I have watched dozens of Sharmila Tagore's films from her many years in Indian Cinema. She played so many different roles, from pious, to playful, to outright scandalous. To have a chance to see her in person speaking about one of her earliest films is a rare, once in a lifetime opportunity for people who know her films. (more about Sharmila Tagore on Wikipedia)

Shabana Azmi is another one of Indian Cinema's great legends. Possibly her greatest achievements in Indian cinema come from her involvement with groundbreaking films from India's "parallel cinema" genre of the 1970s. Shabana Azmi acted in Shyam Benegal's directorial debut Ankur and many of his other films, as well as countless others by talented and daring Indian directors. These films pushed the boundaries in ways that more mainstream popular "Bollywood" films never dared. Shabana Azmi's performances have always been riveting, and believably "real".. and at the same time graceful, and subtle. Along with other actresses like the late great Smita Patil, Shabana Azmi broke the mold for women in Indian Cinema, and acted in roles that defied cultural taboo and expressed deep emotional and political messages. Shabana Azmi starred in "Deepa Mehta’s 1996 film Fire" which "depicts her as a lonely woman, Radha, in love with her sister-in-law. The on-screen depiction of lesbianism (perhaps the first in Indian cinema) drew severe protests and threats from many social groups as well as by the Indian authorities." (from wikipedia)

"Regarded as one of the finest actresses in India, Azmi's performances in films in a variety of genres have generally earned her praise and awards, which include a record of five wins of the National Film Award for Best Actress and several international honours" (from wikipedia) (Shabana Azmi will also be performing live in a theatre performance, 'Broken Images')

I've always hoped that a festival would come along that would bring together film, music, dance, and visual art from India.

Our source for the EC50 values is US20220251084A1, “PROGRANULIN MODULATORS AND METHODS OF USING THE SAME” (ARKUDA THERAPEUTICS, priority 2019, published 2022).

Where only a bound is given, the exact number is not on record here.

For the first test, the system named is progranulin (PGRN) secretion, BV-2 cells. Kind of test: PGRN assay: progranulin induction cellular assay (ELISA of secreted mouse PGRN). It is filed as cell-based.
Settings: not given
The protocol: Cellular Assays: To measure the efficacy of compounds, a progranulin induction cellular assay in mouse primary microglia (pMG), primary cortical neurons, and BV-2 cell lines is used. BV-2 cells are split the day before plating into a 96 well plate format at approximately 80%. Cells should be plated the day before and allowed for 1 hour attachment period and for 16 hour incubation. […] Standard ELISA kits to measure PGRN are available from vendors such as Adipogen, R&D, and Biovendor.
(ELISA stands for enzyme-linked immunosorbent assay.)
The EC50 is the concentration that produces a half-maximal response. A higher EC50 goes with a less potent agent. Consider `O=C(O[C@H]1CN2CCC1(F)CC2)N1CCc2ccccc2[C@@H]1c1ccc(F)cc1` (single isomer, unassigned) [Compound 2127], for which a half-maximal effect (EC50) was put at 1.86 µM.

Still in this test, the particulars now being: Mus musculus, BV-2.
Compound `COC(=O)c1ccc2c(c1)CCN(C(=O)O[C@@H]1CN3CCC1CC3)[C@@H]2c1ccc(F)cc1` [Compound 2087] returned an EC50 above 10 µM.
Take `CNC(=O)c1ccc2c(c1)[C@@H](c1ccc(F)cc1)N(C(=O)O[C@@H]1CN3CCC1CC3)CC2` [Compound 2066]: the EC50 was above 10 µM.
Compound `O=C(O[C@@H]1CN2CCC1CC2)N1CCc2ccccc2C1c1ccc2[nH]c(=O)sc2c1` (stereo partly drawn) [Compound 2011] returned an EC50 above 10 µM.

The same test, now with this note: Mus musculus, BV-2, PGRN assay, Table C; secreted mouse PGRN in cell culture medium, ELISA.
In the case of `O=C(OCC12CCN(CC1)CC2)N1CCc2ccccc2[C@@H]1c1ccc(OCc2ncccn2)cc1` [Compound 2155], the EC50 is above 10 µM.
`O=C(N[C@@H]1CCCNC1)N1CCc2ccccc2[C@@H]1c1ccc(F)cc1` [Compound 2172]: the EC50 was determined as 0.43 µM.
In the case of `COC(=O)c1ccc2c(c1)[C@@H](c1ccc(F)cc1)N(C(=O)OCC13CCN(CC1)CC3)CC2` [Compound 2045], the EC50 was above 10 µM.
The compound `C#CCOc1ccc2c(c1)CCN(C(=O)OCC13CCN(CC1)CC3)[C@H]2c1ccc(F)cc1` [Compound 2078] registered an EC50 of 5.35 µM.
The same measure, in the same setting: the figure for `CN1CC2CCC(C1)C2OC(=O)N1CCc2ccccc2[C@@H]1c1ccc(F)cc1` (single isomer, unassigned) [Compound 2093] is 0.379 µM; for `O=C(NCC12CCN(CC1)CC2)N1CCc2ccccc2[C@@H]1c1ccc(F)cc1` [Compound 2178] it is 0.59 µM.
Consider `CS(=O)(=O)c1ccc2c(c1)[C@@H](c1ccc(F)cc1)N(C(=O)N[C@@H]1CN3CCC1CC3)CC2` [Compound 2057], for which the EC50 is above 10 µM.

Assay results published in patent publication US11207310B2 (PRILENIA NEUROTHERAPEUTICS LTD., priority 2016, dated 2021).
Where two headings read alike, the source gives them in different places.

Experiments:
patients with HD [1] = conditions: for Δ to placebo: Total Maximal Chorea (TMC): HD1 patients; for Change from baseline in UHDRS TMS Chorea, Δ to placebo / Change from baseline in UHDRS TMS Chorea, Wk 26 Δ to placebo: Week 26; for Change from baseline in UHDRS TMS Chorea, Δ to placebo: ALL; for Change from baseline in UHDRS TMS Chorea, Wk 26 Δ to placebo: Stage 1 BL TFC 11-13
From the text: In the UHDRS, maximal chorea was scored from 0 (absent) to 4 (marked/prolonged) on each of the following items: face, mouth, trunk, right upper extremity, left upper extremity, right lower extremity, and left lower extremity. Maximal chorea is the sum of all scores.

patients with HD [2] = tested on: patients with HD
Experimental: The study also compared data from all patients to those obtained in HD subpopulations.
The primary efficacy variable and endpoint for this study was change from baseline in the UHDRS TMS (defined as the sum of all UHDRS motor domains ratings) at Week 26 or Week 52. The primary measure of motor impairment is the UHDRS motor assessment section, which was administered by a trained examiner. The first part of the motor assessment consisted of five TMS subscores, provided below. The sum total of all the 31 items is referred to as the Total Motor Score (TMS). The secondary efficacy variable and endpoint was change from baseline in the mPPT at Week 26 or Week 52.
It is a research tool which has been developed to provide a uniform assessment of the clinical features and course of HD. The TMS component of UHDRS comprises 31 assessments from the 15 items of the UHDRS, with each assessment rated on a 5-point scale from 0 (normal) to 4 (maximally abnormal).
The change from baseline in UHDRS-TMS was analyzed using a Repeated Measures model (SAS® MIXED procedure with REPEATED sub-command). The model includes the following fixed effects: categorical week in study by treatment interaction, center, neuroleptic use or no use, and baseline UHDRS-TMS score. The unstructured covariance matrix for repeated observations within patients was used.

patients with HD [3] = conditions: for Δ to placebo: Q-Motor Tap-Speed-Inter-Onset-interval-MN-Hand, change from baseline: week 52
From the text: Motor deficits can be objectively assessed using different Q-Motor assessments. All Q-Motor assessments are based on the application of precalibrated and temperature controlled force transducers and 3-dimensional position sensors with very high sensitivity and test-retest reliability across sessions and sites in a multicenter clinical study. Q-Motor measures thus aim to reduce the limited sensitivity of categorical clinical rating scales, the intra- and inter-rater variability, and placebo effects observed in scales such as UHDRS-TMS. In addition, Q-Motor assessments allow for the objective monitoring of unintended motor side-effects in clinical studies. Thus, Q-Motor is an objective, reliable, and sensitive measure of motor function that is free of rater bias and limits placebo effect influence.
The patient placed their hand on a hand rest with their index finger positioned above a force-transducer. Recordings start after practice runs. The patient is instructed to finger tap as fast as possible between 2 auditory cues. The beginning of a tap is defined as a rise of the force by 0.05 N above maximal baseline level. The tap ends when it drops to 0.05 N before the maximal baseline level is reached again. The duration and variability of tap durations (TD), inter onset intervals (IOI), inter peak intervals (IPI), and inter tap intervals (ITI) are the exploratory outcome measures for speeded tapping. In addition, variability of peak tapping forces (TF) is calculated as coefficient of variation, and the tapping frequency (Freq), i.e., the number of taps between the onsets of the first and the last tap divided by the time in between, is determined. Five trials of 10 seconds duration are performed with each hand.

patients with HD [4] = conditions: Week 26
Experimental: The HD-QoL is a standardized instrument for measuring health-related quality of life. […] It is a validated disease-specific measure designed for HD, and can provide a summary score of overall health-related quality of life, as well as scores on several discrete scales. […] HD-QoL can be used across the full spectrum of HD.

Another highlight of the schedule for the Kennedy Center's Maximum India series was Ustad Zakir Hussain's World premiere of "Concerto for Four Soloists" which was performed three nights in a row, March 3-5th. I attended the March 5th performance this past Friday. Written by the brilliant tabla master and world music pioneer himself, this epic piece was performed with the full National Symphony Orchestra. Two of the soloists are singers that I am familiar with from Bollywood Soundtracks - Shankar Mahadevan (of Shankar Eshan Loy - who have performed such Bollywood Favorites as "Koi Kahe" and countless others), and Hariharan, a very popular Indian playback singer, as well as "one of the foremost Indian ghazal singers and composers". The third singer, Kelley O'Connor was new to me, but her heavenly Mezzo Soprano voice is world famous. (The evening's program also featured the National Symphony Orchestra's first ever performance of Rousell's 'Padmavati" - a piece written by the French composer that was inspired by a trip he took with his wife to India in 1909.)

Friday night also gave me a chance to attend a free performance (one of many scheduled each day) of one of India's most popular singers in recent years - Kailash Kher (who I also play frequently on my radio show)